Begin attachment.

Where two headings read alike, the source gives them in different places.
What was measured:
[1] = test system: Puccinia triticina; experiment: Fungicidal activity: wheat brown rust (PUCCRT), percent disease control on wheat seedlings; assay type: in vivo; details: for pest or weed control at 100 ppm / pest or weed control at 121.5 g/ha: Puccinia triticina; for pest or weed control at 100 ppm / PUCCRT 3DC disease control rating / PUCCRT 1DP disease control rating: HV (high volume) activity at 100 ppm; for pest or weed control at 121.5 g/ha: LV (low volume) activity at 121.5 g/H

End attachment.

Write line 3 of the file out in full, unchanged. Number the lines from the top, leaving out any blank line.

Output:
[1] = test system: Puccinia triticina; experiment: Fungicidal activity: wheat brown rust (PUCCRT), percent disease control on wheat seedlings; assay type: in vivo; details: for pest or weed control at 100 ppm / pest or weed control at 121.5 g/ha: Puccinia triticina; for pest or weed control at 100 ppm / PUCCRT 3DC disease control rating / PUCCRT 1DP disease control rating: HV (high volume) activity at 100 ppm; for pest or weed control at 121.5 g/ha: LV (low volume) activity at 121.5 g/H